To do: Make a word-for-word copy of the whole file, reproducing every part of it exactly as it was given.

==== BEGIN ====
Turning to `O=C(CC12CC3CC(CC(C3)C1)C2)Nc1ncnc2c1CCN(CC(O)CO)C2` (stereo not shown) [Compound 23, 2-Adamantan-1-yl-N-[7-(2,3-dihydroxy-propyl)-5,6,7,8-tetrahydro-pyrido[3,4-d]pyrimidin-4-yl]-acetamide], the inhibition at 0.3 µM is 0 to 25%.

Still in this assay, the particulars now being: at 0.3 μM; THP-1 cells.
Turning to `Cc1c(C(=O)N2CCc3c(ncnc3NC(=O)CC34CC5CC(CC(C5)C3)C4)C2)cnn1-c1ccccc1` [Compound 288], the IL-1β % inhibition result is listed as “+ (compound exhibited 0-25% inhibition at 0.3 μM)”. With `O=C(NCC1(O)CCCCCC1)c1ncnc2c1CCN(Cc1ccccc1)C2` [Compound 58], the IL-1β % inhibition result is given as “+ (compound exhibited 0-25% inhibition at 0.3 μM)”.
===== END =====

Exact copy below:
Turning to `O=C(CC12CC3CC(CC(C3)C1)C2)Nc1ncnc2c1CCN(CC(O)CO)C2` (stereo not shown) [Compound 23, 2-Adamantan-1-yl-N-[7-(2,3-dihydroxy-propyl)-5,6,7,8-tetrahydro-pyrido[3,4-d]pyrimidin-4-yl]-acetamide], the inhibition at 0.3 µM is 0 to 25%.

Still in this assay, the particulars now being: at 0.3 μM; THP-1 cells.
Turning to `Cc1c(C(=O)N2CCc3c(ncnc3NC(=O)CC34CC5CC(CC(C5)C3)C4)C2)cnn1-c1ccccc1` [Compound 288], the IL-1β % inhibition result is listed as “+ (compound exhibited 0-25% inhibition at 0.3 μM)”. With `O=C(NCC1(O)CCCCCC1)c1ncnc2c1CCN(Cc1ccccc1)C2` [Compound 58], the IL-1β % inhibition result is given as “+ (compound exhibited 0-25% inhibition at 0.3 μM)”.